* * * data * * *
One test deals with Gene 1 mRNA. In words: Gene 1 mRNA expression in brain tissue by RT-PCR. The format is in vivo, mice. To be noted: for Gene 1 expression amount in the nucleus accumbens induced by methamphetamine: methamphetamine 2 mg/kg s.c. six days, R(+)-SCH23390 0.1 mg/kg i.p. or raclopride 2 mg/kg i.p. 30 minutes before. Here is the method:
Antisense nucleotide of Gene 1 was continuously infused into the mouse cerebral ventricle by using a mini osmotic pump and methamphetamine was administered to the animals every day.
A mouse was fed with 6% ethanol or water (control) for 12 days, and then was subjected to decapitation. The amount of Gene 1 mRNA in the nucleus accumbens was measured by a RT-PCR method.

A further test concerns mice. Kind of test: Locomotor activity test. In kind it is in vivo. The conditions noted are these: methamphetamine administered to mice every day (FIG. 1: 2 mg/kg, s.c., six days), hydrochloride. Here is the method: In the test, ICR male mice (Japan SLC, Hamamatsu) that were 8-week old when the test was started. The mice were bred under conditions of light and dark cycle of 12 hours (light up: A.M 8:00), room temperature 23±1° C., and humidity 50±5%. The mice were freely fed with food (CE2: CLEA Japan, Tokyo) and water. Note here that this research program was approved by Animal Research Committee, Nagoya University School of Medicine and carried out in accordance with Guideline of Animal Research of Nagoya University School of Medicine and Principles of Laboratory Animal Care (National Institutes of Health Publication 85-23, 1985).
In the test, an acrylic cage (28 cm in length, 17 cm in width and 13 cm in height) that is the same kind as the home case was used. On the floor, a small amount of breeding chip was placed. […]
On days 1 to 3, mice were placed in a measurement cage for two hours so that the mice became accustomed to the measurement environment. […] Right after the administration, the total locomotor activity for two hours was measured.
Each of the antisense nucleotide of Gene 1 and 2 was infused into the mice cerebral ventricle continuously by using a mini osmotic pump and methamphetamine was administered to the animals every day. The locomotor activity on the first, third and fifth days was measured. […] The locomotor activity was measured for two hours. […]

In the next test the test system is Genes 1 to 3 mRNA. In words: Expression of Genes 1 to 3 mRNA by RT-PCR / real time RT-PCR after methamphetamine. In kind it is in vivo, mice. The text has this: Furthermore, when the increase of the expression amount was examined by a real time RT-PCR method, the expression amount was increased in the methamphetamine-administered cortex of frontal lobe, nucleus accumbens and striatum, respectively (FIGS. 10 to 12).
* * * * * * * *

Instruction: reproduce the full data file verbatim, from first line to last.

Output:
One test deals with Gene 1 mRNA. In words: Gene 1 mRNA expression in brain tissue by RT-PCR. The format is in vivo, mice. To be noted: for Gene 1 expression amount in the nucleus accumbens induced by methamphetamine: methamphetamine 2 mg/kg s.c. six days, R(+)-SCH23390 0.1 mg/kg i.p. or raclopride 2 mg/kg i.p. 30 minutes before. Here is the method:
Antisense nucleotide of Gene 1 was continuously infused into the mouse cerebral ventricle by using a mini osmotic pump and methamphetamine was administered to the animals every day.
A mouse was fed with 6% ethanol or water (control) for 12 days, and then was subjected to decapitation. The amount of Gene 1 mRNA in the nucleus accumbens was measured by a RT-PCR method.

A further test concerns mice. Kind of test: Locomotor activity test. In kind it is in vivo. The conditions noted are these: methamphetamine administered to mice every day (FIG. 1: 2 mg/kg, s.c., six days), hydrochloride. Here is the method: In the test, ICR male mice (Japan SLC, Hamamatsu) that were 8-week old when the test was started. The mice were bred under conditions of light and dark cycle of 12 hours (light up: A.M 8:00), room temperature 23±1° C., and humidity 50±5%. The mice were freely fed with food (CE2: CLEA Japan, Tokyo) and water. Note here that this research program was approved by Animal Research Committee, Nagoya University School of Medicine and carried out in accordance with Guideline of Animal Research of Nagoya University School of Medicine and Principles of Laboratory Animal Care (National Institutes of Health Publication 85-23, 1985).
In the test, an acrylic cage (28 cm in length, 17 cm in width and 13 cm in height) that is the same kind as the home case was used. On the floor, a small amount of breeding chip was placed. […]
On days 1 to 3, mice were placed in a measurement cage for two hours so that the mice became accustomed to the measurement environment. […] Right after the administration, the total locomotor activity for two hours was measured.
Each of the antisense nucleotide of Gene 1 and 2 was infused into the mice cerebral ventricle continuously by using a mini osmotic pump and methamphetamine was administered to the animals every day. The locomotor activity on the first, third and fifth days was measured. […] The locomotor activity was measured for two hours. […]

In the next test the test system is Genes 1 to 3 mRNA. In words: Expression of Genes 1 to 3 mRNA by RT-PCR / real time RT-PCR after methamphetamine. In kind it is in vivo, mice. The text has this: Furthermore, when the increase of the expression amount was examined by a real time RT-PCR method, the expression amount was increased in the methamphetamine-administered cortex of frontal lobe, nucleus accumbens and striatum, respectively (FIGS. 10 to 12).